All elections have consequences, but on a scale of zero-to-life-changing, Tuesday’s special election in Pennsylvania’s 18th District between Republican Rick Saccone and Democrat Conor Lamb has fewer real-world consequences than most.

You wouldn’t know it from the screaming national headlines or the colossal amount of cash both parties are putting up to occupy the seat for the next nine months (almost $12 million in ad spending alone), but the reality of special elections this cycle is that they are more about winning a storyline than about winning any House seat.

Opinion: Once Again on Immigration, a Victory for the All-Or-Nothings
With DACA tied up in the courts, the urgency for Congress to act is gone

The inability of President Donald Trump and Democrats to compromise on DACA and border security has given hard-liners on both sides of the immigration debate a win, Cardinal Brown writes. (Bill Clark/CQ Roll Call file photo)

When President Donald Trump travels to California later this month to view the prototype designs for a new border wall, perhaps he will take a moment to think about what could have been. Because as things stand, those eight 30-foot-long samples are the only walls likely to be built.

Trump could have had his wall. He had numerous opportunities to get it, dating all the way back to the “Chuck and Nancy” deal last fall. All he had to do was agree to something he says he wants — a permanent replacement for the Deferred Action for Childhood Arrivals program he canceled in September.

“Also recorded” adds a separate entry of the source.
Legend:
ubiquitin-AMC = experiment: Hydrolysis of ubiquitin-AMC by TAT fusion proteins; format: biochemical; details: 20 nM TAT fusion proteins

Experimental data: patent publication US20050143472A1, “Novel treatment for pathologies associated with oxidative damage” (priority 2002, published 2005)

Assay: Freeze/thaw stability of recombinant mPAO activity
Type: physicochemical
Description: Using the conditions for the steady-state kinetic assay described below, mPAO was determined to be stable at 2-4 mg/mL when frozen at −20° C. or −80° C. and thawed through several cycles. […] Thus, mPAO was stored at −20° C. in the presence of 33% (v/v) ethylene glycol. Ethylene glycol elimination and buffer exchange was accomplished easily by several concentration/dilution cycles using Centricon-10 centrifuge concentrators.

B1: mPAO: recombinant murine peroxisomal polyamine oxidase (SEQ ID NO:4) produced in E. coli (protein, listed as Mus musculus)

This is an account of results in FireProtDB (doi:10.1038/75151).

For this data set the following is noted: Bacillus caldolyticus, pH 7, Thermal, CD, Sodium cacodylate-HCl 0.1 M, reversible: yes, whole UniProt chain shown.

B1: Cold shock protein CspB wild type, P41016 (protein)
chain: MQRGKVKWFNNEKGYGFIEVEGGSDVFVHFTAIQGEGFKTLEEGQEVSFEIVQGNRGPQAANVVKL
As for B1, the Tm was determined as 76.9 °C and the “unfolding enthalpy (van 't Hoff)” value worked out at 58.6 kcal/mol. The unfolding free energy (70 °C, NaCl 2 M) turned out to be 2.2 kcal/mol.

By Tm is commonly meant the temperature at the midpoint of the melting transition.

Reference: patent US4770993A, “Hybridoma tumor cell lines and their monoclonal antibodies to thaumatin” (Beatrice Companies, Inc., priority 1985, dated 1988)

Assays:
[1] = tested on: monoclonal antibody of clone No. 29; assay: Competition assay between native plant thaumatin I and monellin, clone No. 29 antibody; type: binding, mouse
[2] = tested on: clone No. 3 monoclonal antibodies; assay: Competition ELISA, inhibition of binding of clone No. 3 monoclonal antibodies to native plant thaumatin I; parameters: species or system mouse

Opinion: We Built the Panama Canal. Surely We Can Fix Infrastructure
Trump’s proposal gets it just about right

While the past century was marked by building triumphs, the U.S. now faces an infrastructure crisis — and a chance to seize the next great American moment, Peterson writes. Above, reel tender Mo Laussie installs fiber-optic cable in June 2001 in Louisville, Colorado. (Michael Smith/Getty Images file photo)

Few issues have been free of partisan wrangling of late, and few occasions have inspired unified feelings of greatness in our country. Yet the public and private sectors together have an opportunity with infrastructure to chart a different course and seed the path for the next great American moment.

The past 100 years brought some remarkable triumphs in infrastructure. Railroads linked our vast nation. The Panama Canal twice transformed global commerce. The telegraph became broadband.

At the Races: Here We Go — 5 Days Until PA-18